- White supremacy in South Africa, no matter in what guise, is essentially illegitimate.
- The Oppressed people claim the right to national self-determination – i.e. racist South Africa cannot be considered a sovereign state.
- The oppressed people must be/will be their own liberators.
- Since power will not be willingly conceded, the movement required a strategy that employed whatever means necessary to wrest power from the White minority regime.
It was on the initiative of the ANCYL that the ANC adopted the famous Programme of Action of 1949 whose preamble states:
“The fundamental principles of the Programme of Action … are inspired by the desire to achieve National Freedom. By National Freedom we mean freedom from White domination and the attainment of political independence. This implies the rejection of the conception of segregation, apartheid, trusteeship, or White leadership which are all motivated by the idea of White domination…”
During the 1950’s, basing itself on the Programme of Action, the ANC was transformed into mass political movement, leading and initiating popular campaigns, strikes, civil disobedience campaigns and smaller local struggles.
The ANCYL’s perspective was of the African people realizing their unity in the course of the struggle for liberation that would draw in all Africans, irrespective of tribe, language or class. Unity of the oppressed too was conceived as the outcome of common struggle, in which African, Coloured and Indian would earn each other’s confidence through the shared trials of the struggle for liberation.
From the platform of that unity, they argued, the oppressed majority would overthrow white domination and create a non-racial state in which all citizens enjoyed equal rights. Our conception of the nation as composed of the peoples indigenous to Africa, those who came from Europe and those who came from Asia who all met on South African soil and all of whom have an equal claim on SA, which they could all collectively call their home, evolved from that. Hence, as proclaimed in the Freedom Charter: “South Africa belongs to all who live in it…”.
The liberation movement never argued for separate nations; or about distinct nationalities competing with each other; or, worse yet, for a policy to manage the inevitable competition amongst these separate national entities. For a long time, the people who call themselves “liberals” in this country subscribed to such views and consequently advocated various versions of federalism to accommodate the claims of the “competing units”. In our view that was merely a variant of the apartheid regime’s notion of a multiplicity of nations and pursued the same objective: neutralizing the numerical weight of the African majority in the governing of the country.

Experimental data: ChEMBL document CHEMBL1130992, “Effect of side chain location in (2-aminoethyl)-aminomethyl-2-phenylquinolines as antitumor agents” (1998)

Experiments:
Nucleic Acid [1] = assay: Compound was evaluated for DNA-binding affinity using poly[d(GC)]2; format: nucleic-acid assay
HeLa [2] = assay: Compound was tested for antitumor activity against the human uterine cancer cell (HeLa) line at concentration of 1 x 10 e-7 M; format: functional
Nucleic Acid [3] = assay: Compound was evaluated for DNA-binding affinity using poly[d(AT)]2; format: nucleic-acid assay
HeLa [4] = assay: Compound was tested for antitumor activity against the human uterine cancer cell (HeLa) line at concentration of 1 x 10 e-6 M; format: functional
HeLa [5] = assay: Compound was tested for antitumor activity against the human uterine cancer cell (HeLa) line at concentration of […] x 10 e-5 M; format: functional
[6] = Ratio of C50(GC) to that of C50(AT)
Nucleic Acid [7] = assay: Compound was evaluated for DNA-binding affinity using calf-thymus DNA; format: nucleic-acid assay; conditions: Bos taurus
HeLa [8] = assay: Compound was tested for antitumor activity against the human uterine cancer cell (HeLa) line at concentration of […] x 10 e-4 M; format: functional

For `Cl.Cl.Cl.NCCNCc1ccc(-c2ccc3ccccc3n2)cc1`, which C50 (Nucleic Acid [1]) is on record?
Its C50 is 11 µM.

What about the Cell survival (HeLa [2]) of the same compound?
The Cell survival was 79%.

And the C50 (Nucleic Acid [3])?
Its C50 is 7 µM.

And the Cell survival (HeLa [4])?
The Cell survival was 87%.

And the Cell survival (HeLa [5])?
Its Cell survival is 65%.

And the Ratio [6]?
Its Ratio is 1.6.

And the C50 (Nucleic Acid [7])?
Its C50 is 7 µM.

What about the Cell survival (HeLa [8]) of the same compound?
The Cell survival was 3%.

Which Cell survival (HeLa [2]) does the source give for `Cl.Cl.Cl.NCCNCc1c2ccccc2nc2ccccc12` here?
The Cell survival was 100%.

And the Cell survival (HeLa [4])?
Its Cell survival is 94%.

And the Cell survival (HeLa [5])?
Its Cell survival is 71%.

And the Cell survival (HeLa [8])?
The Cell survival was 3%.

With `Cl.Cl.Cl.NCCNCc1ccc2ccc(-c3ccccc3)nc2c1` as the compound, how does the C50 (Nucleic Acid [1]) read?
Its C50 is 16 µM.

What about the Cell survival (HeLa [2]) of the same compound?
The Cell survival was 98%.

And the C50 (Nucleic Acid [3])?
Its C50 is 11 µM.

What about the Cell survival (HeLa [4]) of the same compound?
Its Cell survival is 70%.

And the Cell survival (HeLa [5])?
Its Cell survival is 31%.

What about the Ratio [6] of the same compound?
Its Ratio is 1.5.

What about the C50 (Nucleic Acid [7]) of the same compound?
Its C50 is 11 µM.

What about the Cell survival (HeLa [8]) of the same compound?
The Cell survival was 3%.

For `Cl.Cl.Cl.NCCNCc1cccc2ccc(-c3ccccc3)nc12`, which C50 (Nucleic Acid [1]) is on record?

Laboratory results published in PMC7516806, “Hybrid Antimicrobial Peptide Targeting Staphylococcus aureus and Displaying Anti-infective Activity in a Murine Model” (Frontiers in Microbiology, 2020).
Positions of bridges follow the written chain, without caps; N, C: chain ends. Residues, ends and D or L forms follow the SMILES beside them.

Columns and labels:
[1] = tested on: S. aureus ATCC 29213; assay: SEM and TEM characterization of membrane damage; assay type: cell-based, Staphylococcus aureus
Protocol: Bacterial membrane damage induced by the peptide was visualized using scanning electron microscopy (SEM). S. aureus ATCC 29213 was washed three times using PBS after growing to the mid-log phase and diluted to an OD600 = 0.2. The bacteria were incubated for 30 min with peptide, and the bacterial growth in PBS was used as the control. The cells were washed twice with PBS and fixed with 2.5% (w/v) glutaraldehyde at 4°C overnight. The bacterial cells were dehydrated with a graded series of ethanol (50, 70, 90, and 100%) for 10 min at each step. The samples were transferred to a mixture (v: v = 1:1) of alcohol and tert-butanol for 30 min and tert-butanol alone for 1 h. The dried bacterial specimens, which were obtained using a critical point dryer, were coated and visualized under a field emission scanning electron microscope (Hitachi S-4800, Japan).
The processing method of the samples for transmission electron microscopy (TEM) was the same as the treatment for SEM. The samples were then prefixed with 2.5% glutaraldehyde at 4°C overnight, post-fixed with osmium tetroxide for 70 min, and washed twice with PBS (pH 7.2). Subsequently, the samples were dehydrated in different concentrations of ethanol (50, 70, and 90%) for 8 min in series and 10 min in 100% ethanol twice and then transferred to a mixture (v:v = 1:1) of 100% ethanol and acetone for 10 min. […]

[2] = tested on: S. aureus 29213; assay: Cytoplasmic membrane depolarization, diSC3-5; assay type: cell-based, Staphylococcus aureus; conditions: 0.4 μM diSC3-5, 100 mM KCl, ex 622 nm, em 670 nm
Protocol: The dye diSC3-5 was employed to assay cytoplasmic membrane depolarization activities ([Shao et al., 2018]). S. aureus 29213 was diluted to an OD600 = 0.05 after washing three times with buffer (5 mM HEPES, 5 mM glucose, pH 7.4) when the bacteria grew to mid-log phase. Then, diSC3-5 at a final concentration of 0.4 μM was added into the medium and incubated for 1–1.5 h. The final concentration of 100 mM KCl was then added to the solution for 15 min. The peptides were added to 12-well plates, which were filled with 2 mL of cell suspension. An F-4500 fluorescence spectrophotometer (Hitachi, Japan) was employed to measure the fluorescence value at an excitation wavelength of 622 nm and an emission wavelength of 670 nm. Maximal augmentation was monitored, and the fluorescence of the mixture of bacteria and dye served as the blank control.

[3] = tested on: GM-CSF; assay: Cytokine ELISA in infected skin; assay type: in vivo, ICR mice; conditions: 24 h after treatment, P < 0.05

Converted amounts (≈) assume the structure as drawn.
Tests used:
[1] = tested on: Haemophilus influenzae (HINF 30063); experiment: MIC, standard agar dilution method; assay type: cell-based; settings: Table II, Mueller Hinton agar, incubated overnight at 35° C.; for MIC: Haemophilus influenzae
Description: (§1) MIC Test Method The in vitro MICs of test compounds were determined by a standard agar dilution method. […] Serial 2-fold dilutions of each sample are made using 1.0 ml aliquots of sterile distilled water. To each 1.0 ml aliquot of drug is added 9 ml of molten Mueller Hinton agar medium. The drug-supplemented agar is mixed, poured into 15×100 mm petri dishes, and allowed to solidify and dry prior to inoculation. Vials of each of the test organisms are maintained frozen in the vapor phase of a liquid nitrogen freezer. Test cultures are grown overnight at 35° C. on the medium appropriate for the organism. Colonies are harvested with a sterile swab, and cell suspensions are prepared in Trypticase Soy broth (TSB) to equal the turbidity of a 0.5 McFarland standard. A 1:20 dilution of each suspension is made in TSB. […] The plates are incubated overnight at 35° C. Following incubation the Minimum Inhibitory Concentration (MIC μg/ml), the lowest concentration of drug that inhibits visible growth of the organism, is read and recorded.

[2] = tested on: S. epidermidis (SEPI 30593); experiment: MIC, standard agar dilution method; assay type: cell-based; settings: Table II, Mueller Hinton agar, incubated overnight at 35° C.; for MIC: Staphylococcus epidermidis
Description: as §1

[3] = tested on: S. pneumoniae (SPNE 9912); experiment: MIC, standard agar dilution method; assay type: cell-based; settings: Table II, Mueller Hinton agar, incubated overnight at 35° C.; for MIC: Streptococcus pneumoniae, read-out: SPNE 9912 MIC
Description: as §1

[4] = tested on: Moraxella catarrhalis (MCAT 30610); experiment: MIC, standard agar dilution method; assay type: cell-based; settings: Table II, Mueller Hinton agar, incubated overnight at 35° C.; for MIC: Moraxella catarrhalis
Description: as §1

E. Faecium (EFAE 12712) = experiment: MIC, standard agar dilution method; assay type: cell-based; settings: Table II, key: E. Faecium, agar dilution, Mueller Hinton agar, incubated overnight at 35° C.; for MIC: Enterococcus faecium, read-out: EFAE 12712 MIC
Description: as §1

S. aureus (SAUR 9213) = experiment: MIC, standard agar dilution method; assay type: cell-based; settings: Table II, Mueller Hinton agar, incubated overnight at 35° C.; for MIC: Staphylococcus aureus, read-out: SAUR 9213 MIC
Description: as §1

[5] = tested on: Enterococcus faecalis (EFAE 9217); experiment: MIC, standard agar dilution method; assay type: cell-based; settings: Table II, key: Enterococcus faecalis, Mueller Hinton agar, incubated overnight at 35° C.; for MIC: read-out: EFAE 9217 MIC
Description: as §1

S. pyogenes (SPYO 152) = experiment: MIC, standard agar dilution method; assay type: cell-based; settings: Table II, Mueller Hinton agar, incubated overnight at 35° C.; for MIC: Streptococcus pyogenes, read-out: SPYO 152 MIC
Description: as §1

A number of societies that emerged during the latter part of the 19th century and the early 20th century evolved along lines similar to South Africa. The late African-American revolutionary political activist, Paul Robeson once sang in “A Ballad for Americans” of the US as a nation consisting of Christians, Jews, Muslims, Catholics, and Protestants; that is: “English, Irish, Italian, African, German, Jewish, and Czech, double-Czech, American!” reflecting what emerged as a result of the coming together on the shores of the USA of peoples from all parts of the world.
In Africa, colonialist policies had no regard for historic pre-colonial communities and their boundaries. The borders of colonies reflected the balance of power in Europe and the negotiating skills of imperialist statesmen. National movements on our continent necessarily had to emphasise political equality, equal opportunity, the franchise and a shared democratic political order to the exclusion of factors such as language, ethnic group, cultural or religious community.
The liberation movement had to address all the colonized, transcending ethnic, racial, linguistic and cultural affiliations. Rather than bringing together the disparate elements of a potential nation into a homogenous entity, our movement’s approach is to embrace heterogeneity as a strength rather than as a source of tension. Thus South Africa’s national motto proclaims: Unity in Diversity.
The ANC’s response is to build a nation made up of diverse ethnic, racial, linguistic and cultural groups who share a common home and whose nationhood is determined territorially – the country they call home. In his address during the last sitting of our Constituent Assembly in 1995, Comrade Thabo Mbeki laid that conception out in a brilliant speech which he titled, “I am an African”! He drew the threads of that together pronouncing:
“It is a firm assertion made by ourselves that South Africa belongs to all who live in it, black and white. It gives concrete expression to the sentiment we share as Africans and will defend to the death, that the people shall govern”.